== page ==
Each calculation uses the median 1-bedroom apartment rent in each city from December 2016.[176] For households making $25,000, they are assumed to have an apartment at 25 percent below the median cost in their city. At $50,000, they are assumed to have the median cost apartment, and at $75,000 they are assumed to have an apartment at 25 percent above the median cost.

Table 6


Renters indirectly pay property taxes through their rent, and when property taxes go up, so does their rent.[177] This study computes a percentage of said rent constituting property taxes. This concept is called the property tax equivalent of rent (PTER) and is an important tool in comparing the incidence of the property tax on renters versus homeowners.

To relieve this implicit tax on renters, some states have property tax circuit breaker programs that offset renters’ taxes in some way (often through the income tax since they do not pay property taxes directly). These programs must make assumptions of the PTER to calculate the amount that renters are paying in property taxes, and the amount of relief they will receive through the circuit breaker program. Washington does not have such a program.[178] Of the states that offer circuit breaker programs, the PTER assumptions generally range from 6 to 25 percent (New Mexico has a low of 6 percent while Massachusetts uses a 25 percent assumption). On average, these states assume that 18 percent of rent goes toward paying property taxes.[179]

The DC report uses a level of 15 percent for PTER in its study to attempt to be realistic in the property taxes passed on to renters, particularly in cities with more expensive rental markets.[180] This EOI report also assumes that 15 percent of rent is indirect property tax.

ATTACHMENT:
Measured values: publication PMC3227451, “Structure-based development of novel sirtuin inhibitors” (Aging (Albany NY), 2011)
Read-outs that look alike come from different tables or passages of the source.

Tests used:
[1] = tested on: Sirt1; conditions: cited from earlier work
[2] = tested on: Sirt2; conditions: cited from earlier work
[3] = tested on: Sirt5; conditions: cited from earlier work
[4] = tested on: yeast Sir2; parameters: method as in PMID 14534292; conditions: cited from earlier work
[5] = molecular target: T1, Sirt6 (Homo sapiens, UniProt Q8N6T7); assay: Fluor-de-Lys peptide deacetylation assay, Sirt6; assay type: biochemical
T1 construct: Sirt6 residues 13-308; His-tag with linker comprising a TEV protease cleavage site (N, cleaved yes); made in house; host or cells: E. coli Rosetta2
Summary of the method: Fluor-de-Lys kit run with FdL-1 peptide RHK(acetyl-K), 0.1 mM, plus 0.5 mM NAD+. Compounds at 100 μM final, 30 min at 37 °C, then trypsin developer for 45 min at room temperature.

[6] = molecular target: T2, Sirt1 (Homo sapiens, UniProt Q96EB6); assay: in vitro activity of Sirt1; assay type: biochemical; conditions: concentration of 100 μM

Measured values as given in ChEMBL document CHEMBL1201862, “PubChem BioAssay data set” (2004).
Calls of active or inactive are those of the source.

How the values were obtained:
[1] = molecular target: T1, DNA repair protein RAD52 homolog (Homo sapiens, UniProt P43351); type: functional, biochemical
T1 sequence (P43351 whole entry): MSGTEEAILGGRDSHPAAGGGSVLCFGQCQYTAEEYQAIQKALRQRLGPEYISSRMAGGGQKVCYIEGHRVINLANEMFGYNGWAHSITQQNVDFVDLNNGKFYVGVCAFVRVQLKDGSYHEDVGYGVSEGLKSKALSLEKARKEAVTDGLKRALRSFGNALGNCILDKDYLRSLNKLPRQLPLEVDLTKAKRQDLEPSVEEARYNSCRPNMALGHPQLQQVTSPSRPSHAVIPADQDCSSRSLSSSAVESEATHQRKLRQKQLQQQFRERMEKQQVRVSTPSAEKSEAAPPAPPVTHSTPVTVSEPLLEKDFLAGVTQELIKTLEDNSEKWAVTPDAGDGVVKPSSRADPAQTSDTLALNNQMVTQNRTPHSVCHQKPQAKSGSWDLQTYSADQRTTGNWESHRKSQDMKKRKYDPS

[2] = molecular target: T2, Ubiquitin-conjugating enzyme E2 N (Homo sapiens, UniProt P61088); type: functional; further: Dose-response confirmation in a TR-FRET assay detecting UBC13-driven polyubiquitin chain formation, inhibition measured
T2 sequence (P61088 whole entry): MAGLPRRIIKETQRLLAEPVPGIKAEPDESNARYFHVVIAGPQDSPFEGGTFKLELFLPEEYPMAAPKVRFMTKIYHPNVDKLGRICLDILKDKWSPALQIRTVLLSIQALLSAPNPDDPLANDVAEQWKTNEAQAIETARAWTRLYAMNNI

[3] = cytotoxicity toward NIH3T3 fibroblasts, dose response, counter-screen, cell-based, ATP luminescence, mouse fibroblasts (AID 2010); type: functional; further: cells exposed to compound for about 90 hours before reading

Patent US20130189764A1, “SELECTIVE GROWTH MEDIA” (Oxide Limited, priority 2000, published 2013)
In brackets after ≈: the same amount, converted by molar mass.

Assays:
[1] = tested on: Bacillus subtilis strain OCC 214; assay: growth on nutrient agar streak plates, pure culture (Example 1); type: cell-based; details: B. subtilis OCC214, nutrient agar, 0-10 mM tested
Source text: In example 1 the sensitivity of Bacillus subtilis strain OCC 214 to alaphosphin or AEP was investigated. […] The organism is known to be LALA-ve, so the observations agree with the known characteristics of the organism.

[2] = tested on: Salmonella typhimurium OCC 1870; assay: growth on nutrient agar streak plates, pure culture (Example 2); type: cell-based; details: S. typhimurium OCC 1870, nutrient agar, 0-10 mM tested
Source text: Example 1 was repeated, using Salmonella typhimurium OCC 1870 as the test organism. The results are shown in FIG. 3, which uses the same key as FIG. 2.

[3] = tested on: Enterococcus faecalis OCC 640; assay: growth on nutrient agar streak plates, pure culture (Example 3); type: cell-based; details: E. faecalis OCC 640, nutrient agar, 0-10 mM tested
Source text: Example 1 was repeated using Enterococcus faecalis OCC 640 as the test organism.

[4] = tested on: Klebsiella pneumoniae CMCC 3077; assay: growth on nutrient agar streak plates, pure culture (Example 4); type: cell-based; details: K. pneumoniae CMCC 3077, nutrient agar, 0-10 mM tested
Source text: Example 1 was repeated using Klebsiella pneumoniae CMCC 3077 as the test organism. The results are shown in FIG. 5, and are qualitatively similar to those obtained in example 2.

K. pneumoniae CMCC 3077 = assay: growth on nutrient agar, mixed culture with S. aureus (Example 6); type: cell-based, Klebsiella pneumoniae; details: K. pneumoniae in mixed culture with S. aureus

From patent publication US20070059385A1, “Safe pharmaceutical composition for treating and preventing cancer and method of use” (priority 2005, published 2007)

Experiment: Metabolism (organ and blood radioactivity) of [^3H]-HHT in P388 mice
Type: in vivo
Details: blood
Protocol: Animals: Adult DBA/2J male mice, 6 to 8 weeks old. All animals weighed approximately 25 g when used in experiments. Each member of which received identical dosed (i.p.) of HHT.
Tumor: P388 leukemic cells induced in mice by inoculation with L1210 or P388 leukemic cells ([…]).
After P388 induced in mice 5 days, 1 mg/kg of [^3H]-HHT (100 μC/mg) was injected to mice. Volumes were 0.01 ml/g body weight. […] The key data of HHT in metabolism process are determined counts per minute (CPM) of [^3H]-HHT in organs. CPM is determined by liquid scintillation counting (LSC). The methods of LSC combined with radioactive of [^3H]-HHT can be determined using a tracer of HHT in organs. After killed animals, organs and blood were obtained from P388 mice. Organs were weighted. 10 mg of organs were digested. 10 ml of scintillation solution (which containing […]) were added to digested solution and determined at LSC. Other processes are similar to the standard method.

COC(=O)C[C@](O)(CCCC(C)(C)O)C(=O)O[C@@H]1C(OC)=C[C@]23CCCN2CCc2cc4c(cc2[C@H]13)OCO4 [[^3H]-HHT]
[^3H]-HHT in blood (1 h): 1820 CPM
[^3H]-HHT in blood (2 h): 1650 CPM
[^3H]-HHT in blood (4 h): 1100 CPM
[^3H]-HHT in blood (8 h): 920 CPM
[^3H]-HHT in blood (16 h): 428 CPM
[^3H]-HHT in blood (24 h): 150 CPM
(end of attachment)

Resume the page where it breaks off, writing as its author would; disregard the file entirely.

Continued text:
6.2) Sales Taxes

This study uses the Internal Revenue Service state sales tax tables providing estimate expenditures on state sales tax for various income brackets in each state.[181]

The IRS provides estimated sales tax expenditures for one to five and more than five exemptions for dependents. For this study, the estimates for three exemptions was used.

Sales tax rates are the cumulative state and local rates in effect in each city between October and December, 2016.[182]

6.3) Automobile Taxes

Automobile taxes included in this study are gasoline taxes and motor vehicle registration fees (state and local). This required assumptions on what kinds of vehicles each hypothetical household owns. Households with an annual income of $25,000 and $50,000 are assumed to have one car, while all others are assumed to have two. Weight groupings are related to licensing fee categories.

6.3.1) Yearly Registration Fees

These are calculated using state fees, such as filing, tab, and servicing fees.[183] In each city, Transportation Benefit District Fees and the Regional Transit Authority taxes are included when applicable, at December 2016 levels. The study also includes the $20 Vehicle License Fee Rebate for Seattle low-income residents.[184] The households are assumed to not have vanity plates or any other add-ons, and are assumed to decline the optional $5 donation to Washington State Parks.

6.3.2) Gas Taxes

As in the DC study, the first automobile a household owns is assumed to be driven 15,000 miles per year, and the second car 7,500 miles. The yearly gallons used are calculated from the automobiles’ estimated miles per gallon ratings.

Table 7

Car Table

6.4) Alcohol, Tobacco, Health Insurance Premium and Public Utility Taxes

These are extrapolated from the Washington State Tax Alternatives Model, prepared by the Department of Revenue in June 2014.[185] The report estimated households’ expenditures at various income levels.